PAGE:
Your glass of milk and pat of butter may have more beneficial fats if the cow that produced them grazed on grass. Milk, butter, and cream from grass fed cows are high in the heart-healthy, cancer-fighting, and lean muscle-building conjugated linoleic acid (CLA). A study published in the Journal of Dairy Science found that a tablespoon of butter from a cow on a grass diet contained 250 milligrams of CLA, whereas a tablespoon of butter from a cow in confinement contained less than 50 milligrams of this beneficial fat. In the United States, most dairy cows live in confinement, though dairies that are certified organic are required to provide cows with access to pasture.
How do you know how much grass is in the diet of the cows producing your milk? Your best bet is to ask your dairy farmer. We have a buyer’s guide available with our posts-by-email sign-up designed for raw milk consumers that would help you understand the issue and know what to look for at a dairy, but it would be useful for buyers of small production pasteurized milk as well.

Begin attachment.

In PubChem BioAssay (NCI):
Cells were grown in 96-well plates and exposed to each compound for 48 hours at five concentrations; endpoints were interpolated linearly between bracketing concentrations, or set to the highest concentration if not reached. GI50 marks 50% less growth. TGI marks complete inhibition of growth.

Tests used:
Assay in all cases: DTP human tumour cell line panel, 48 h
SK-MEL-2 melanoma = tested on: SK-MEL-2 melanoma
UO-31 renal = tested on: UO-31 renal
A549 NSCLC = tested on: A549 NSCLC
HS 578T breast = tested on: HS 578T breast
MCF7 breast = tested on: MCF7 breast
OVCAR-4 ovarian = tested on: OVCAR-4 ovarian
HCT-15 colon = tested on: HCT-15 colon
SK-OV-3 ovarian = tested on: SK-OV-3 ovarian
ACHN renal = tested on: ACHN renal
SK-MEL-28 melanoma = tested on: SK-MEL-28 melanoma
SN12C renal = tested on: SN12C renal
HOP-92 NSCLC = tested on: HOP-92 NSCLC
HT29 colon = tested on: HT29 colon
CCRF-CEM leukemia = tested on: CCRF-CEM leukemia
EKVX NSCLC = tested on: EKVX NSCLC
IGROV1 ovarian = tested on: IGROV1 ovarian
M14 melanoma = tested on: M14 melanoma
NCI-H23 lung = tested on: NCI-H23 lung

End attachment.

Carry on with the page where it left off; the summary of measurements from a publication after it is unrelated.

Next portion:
Preserved Lemons: 3 Methods To Preserve Your Lemons With Salt!
Try some snow ice cream before winter comes to an end
Make your own ghee with these tips from India
Soda has replaced milk as America’s go-to refresher (and tips to give up soda)
Far better than “Cool Whip” — A honey-orange flavored whipped cream
Get the flavor of those little coffee creamers without the chemicals…
Whip your own cream for flavor, cost, and the best ingredients
Friends thought Hidden Valley had stolen this ranch dressing from us but it’s a classic that predates the bottle…